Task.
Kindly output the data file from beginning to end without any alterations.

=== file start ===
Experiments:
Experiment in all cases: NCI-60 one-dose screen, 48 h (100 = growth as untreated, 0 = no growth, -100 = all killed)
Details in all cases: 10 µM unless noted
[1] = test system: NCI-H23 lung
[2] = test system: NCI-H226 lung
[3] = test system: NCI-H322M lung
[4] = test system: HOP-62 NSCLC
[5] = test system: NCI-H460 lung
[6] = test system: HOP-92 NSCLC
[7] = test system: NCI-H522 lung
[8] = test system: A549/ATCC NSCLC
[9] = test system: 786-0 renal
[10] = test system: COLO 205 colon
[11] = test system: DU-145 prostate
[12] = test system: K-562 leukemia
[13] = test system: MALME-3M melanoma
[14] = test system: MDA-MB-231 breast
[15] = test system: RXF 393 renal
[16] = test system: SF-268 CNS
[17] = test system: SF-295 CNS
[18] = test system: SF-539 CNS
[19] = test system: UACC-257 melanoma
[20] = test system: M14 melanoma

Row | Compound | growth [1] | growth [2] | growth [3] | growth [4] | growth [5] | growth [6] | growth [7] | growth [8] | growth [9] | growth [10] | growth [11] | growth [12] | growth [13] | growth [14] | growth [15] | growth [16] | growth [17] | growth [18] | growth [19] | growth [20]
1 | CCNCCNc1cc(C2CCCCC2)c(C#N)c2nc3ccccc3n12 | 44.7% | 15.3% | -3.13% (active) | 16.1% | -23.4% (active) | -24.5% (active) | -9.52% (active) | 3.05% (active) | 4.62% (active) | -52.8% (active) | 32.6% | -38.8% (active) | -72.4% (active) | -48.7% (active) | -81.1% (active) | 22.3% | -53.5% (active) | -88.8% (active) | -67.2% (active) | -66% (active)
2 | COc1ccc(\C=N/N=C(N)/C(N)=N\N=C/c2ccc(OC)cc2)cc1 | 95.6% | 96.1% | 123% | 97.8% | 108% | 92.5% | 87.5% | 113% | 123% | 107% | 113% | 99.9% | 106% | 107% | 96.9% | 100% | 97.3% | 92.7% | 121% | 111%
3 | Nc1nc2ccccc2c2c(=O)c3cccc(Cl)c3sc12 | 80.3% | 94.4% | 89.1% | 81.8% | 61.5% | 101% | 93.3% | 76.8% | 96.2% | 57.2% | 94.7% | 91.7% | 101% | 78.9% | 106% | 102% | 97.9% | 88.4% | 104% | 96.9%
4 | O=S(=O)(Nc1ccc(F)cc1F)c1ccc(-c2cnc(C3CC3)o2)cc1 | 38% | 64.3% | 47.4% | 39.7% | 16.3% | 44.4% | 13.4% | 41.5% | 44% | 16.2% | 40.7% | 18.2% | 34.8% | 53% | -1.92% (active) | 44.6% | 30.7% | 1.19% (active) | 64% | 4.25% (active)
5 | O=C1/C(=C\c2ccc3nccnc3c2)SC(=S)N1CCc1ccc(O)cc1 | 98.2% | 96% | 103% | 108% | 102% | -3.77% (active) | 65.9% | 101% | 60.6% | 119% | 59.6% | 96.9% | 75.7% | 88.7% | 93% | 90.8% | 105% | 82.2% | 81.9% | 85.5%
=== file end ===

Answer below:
Experiments:
Experiment in all cases: NCI-60 one-dose screen, 48 h (100 = growth as untreated, 0 = no growth, -100 = all killed)
Details in all cases: 10 µM unless noted
[1] = test system: NCI-H23 lung
[2] = test system: NCI-H226 lung
[3] = test system: NCI-H322M lung
[4] = test system: HOP-62 NSCLC
[5] = test system: NCI-H460 lung
[6] = test system: HOP-92 NSCLC
[7] = test system: NCI-H522 lung
[8] = test system: A549/ATCC NSCLC
[9] = test system: 786-0 renal
[10] = test system: COLO 205 colon
[11] = test system: DU-145 prostate
[12] = test system: K-562 leukemia
[13] = test system: MALME-3M melanoma
[14] = test system: MDA-MB-231 breast
[15] = test system: RXF 393 renal
[16] = test system: SF-268 CNS
[17] = test system: SF-295 CNS
[18] = test system: SF-539 CNS
[19] = test system: UACC-257 melanoma
[20] = test system: M14 melanoma

Row | Compound | growth [1] | growth [2] | growth [3] | growth [4] | growth [5] | growth [6] | growth [7] | growth [8] | growth [9] | growth [10] | growth [11] | growth [12] | growth [13] | growth [14] | growth [15] | growth [16] | growth [17] | growth [18] | growth [19] | growth [20]
1 | CCNCCNc1cc(C2CCCCC2)c(C#N)c2nc3ccccc3n12 | 44.7% | 15.3% | -3.13% (active) | 16.1% | -23.4% (active) | -24.5% (active) | -9.52% (active) | 3.05% (active) | 4.62% (active) | -52.8% (active) | 32.6% | -38.8% (active) | -72.4% (active) | -48.7% (active) | -81.1% (active) | 22.3% | -53.5% (active) | -88.8% (active) | -67.2% (active) | -66% (active)
2 | COc1ccc(\C=N/N=C(N)/C(N)=N\N=C/c2ccc(OC)cc2)cc1 | 95.6% | 96.1% | 123% | 97.8% | 108% | 92.5% | 87.5% | 113% | 123% | 107% | 113% | 99.9% | 106% | 107% | 96.9% | 100% | 97.3% | 92.7% | 121% | 111%
3 | Nc1nc2ccccc2c2c(=O)c3cccc(Cl)c3sc12 | 80.3% | 94.4% | 89.1% | 81.8% | 61.5% | 101% | 93.3% | 76.8% | 96.2% | 57.2% | 94.7% | 91.7% | 101% | 78.9% | 106% | 102% | 97.9% | 88.4% | 104% | 96.9%
4 | O=S(=O)(Nc1ccc(F)cc1F)c1ccc(-c2cnc(C3CC3)o2)cc1 | 38% | 64.3% | 47.4% | 39.7% | 16.3% | 44.4% | 13.4% | 41.5% | 44% | 16.2% | 40.7% | 18.2% | 34.8% | 53% | -1.92% (active) | 44.6% | 30.7% | 1.19% (active) | 64% | 4.25% (active)
5 | O=C1/C(=C\c2ccc3nccnc3c2)SC(=S)N1CCc1ccc(O)cc1 | 98.2% | 96% | 103% | 108% | 102% | -3.77% (active) | 65.9% | 101% | 60.6% | 119% | 59.6% | 96.9% | 75.7% | 88.7% | 93% | 90.8% | 105% | 82.2% | 81.9% | 85.5%